The Sim family are staying in Narromine.
For the past few years the very real threat of deportation has hung over family’s heads, after it was discovered Geoff was in Australia illegally due to a technicality.
But about six weeks ago, the family of five got the news they had been waiting for; Immigration Minister Peter Dutton had intervened in their case and they were now permanent residents of Australia.
Geoff Sim said the stress of the situation had made it hard for he and his wife May to sleep at night, and they could finally think about their future.
“I feel different,” he said.
“Before you were hard, stressed and didn’t know what to do, nobody can help, can’t really sleep.
“But now you can think about the future, what we’re going to get, what we’re going to do, maybe try to do some more business.
“Now I just think about how I get a new house or start to prepare to get my son to high school in two more years.”
Mr Sim has lived in Australia for half his life, and has spent about seven years in Narromine.
But a technicality called the family’s right to live in Australia into question, and they came terrifyingly close to having to leave the country.
“We were withing a couple of months of them having to leave and it would have been absolutely devastating for the children – they’re obviously Aussies, they were born here,” said Parkes MP Mark Coulton, who took the Sim’s plight to Minister Dutton.
He said the desire of the community was clear; the Sims belonged in Narromine.
“I don’t know that I would have been game to come back to Narromine if the Sim family had have been asked to leave by the government,” he said.
“I received a lot of support for the family from various sectors in this town; some of them actually came to Dubbo and met with me in my office about their support for the Sim family.
“Narromine’s a great pace to live and the Sim family realise that, and the community understand what they had and they didn't wanna let them go.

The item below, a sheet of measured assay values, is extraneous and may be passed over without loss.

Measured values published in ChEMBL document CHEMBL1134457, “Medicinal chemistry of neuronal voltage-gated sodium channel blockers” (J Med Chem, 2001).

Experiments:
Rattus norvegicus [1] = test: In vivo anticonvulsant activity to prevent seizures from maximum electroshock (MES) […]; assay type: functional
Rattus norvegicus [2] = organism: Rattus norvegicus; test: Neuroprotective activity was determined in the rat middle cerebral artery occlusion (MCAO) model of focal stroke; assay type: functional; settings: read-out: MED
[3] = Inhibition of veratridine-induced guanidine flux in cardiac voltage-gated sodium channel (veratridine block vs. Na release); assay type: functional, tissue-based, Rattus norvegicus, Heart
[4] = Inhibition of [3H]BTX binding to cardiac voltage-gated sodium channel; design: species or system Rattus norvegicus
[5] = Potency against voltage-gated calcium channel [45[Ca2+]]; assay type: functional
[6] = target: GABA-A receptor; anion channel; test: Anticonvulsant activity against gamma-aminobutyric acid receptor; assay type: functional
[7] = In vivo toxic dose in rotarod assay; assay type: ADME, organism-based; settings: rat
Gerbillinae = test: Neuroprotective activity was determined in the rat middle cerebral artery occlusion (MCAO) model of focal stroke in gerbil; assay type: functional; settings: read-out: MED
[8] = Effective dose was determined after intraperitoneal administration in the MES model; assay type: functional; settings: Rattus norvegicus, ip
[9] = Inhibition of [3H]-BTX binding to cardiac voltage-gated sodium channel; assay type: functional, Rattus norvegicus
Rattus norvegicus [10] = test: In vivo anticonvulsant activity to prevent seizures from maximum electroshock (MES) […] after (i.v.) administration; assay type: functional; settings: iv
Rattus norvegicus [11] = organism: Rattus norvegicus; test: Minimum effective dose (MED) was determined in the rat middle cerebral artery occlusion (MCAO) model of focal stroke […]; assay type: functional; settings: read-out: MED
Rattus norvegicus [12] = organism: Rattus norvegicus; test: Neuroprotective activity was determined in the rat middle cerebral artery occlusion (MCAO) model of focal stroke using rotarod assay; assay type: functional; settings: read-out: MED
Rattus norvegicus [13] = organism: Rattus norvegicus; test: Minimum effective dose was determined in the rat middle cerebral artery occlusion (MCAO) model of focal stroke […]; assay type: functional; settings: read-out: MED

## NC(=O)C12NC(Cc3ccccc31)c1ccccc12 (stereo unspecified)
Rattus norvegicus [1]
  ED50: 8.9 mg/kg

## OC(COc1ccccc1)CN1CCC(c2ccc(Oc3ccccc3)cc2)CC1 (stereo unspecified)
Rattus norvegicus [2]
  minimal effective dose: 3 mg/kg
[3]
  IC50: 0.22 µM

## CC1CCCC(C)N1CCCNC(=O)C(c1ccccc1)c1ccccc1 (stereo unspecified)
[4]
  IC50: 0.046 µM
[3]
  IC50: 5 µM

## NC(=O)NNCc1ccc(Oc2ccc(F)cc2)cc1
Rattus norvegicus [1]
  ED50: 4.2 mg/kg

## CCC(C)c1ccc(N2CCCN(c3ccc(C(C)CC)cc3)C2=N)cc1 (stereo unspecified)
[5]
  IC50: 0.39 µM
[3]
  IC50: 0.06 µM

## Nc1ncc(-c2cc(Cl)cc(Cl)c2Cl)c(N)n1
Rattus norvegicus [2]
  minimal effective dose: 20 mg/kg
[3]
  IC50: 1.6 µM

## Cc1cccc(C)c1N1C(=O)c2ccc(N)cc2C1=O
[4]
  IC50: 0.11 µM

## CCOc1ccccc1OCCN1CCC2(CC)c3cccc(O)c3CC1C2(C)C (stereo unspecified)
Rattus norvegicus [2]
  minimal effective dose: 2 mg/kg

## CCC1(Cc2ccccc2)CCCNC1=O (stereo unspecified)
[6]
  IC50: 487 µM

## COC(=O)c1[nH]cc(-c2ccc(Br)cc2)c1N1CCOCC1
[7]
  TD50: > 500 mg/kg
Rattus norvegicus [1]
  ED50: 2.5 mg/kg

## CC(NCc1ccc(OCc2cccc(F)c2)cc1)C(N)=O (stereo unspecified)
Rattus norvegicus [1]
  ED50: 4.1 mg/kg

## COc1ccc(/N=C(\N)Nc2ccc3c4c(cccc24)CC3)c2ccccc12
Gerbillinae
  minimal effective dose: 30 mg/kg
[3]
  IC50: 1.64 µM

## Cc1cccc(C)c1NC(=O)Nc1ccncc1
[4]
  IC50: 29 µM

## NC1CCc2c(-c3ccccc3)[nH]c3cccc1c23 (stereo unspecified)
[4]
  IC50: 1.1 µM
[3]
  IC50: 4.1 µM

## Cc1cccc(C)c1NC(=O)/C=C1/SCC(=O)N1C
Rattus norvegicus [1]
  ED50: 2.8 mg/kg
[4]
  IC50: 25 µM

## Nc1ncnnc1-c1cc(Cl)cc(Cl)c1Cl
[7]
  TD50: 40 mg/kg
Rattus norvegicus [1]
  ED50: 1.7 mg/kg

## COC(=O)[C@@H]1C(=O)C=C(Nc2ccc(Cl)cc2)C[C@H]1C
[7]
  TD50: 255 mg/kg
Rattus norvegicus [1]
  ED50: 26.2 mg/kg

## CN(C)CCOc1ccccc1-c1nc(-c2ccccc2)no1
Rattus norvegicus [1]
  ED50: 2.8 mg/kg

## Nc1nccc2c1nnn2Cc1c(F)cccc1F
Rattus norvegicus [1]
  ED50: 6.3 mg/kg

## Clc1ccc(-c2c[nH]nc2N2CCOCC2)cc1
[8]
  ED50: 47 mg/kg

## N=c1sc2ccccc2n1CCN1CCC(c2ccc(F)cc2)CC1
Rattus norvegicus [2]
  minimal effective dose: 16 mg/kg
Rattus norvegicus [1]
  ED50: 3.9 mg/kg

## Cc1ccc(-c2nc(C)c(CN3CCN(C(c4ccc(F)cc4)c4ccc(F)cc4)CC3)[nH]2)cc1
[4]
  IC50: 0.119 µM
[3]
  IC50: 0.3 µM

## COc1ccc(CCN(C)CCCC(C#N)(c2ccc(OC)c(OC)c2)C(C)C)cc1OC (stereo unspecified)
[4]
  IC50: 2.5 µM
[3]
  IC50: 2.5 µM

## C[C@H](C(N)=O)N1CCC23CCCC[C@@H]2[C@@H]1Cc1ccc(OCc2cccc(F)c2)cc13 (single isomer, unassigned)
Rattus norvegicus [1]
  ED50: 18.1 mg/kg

“They’re very much loved, well-regarded, they’re great contributors to the local community … it would have been no justice anywhere for them to have to leave.”
Communities for Children co-ordinator Ann-Louise Stonestreet also played a pivotal role in arguing the Sim family’s case.
She helped them with paperwork, and orchestrated a petition lobbying Minister Dutton to let the Sims stay.
“They bring so much to the town,” she said.
“To have the community coming around them and say ‘no, they’re Aussies like us’ and the support they gave them because they were very valued and respected in the community.
“I was really thrilled that so many across the community supported them – not just one sector, it was across the community.”
She said families like the Sims were crucial in paving the way for other migrants in Australian country towns.
“We don’t have a huge variety of cultural and linguistically diverse people in Narromine, and if we’re going to start getting some migrants from overseas … we need the community to open up.”
The news also meant Geoff was finally able to travel back to Malaysia to visit his mother, without facing the risk of being unable to re-enter Australia.
“I went back to Malaysia two weeks ago and I give my mum surprise and all my sisters they feel shocked,” he said.